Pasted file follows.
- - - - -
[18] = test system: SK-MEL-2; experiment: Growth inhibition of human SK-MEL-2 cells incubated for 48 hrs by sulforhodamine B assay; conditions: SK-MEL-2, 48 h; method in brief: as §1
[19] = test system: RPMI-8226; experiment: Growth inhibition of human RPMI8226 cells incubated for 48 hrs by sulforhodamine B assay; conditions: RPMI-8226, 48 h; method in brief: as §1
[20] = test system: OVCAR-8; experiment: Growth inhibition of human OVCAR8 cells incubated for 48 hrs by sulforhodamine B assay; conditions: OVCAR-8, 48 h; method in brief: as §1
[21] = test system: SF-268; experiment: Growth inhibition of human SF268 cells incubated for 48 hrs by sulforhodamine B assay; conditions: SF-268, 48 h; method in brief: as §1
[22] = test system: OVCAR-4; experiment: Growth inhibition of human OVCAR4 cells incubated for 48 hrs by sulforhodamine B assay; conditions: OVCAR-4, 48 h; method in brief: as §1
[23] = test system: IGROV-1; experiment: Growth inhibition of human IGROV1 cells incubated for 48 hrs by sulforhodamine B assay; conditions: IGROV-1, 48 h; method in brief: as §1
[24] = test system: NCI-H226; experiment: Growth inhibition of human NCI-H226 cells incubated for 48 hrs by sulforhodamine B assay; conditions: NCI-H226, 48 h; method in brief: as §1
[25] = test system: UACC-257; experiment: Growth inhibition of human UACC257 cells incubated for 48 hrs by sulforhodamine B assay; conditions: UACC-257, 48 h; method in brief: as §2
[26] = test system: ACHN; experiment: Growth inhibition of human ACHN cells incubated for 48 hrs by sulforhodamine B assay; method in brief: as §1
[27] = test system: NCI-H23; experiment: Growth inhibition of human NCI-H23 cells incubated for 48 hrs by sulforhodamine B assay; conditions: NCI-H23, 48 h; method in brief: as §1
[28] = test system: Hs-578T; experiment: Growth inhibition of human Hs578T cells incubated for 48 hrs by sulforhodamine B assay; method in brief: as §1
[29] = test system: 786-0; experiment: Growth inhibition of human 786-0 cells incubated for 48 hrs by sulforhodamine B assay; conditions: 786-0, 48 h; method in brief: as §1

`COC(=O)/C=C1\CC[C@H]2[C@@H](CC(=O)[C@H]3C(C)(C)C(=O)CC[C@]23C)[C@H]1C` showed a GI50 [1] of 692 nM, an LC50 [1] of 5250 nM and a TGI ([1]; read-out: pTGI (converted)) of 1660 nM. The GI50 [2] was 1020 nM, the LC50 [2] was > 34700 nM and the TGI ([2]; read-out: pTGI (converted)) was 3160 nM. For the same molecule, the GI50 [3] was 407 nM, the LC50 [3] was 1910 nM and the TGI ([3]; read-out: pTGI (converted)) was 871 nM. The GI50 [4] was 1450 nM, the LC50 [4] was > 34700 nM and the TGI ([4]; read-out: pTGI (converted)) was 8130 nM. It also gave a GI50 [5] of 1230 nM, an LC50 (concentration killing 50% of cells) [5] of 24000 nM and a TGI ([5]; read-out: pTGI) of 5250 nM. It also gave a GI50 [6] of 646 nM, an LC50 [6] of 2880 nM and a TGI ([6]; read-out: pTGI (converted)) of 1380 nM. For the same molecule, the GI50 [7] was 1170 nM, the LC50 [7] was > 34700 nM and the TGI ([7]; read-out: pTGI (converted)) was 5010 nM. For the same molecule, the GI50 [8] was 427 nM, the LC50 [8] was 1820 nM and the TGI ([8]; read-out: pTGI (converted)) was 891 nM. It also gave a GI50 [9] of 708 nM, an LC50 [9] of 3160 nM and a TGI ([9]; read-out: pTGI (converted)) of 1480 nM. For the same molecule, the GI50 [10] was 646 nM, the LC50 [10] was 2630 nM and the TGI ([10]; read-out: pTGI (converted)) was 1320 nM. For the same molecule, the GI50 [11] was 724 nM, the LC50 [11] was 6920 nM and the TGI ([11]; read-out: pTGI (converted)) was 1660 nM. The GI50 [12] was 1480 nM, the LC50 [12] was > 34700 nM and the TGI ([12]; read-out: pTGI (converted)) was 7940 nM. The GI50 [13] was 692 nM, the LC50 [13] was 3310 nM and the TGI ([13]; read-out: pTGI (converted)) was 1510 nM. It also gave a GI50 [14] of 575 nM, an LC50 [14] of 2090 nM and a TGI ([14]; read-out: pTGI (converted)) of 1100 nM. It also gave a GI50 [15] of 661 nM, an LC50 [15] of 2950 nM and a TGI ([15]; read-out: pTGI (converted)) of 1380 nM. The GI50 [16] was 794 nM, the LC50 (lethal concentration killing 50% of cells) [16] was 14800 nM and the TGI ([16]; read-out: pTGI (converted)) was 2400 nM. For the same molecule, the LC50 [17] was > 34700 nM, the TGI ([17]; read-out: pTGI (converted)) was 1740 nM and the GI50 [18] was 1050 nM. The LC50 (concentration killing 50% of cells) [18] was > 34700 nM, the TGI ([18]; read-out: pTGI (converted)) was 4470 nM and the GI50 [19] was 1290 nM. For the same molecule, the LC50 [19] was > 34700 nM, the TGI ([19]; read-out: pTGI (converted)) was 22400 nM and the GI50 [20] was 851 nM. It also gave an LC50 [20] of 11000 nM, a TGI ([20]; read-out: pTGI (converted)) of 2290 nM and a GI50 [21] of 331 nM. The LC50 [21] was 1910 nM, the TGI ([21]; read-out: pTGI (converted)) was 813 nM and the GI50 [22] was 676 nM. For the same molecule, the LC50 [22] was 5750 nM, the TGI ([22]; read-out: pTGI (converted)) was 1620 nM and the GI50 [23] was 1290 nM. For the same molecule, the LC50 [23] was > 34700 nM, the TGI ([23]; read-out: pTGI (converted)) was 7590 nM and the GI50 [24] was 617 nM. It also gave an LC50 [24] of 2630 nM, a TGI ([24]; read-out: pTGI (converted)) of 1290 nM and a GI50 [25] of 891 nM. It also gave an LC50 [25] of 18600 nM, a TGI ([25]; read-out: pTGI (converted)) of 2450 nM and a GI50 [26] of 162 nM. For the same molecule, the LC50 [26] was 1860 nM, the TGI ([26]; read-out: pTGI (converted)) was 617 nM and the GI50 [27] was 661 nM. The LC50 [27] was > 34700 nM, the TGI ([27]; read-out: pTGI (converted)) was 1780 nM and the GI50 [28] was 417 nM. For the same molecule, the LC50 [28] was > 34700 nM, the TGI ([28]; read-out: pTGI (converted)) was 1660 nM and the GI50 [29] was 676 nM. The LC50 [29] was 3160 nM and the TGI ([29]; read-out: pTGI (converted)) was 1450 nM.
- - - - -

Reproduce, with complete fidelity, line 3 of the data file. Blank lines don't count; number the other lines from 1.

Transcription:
[20] = test system: OVCAR-8; experiment: Growth inhibition of human OVCAR8 cells incubated for 48 hrs by sulforhodamine B assay; conditions: OVCAR-8, 48 h; method in brief: as §1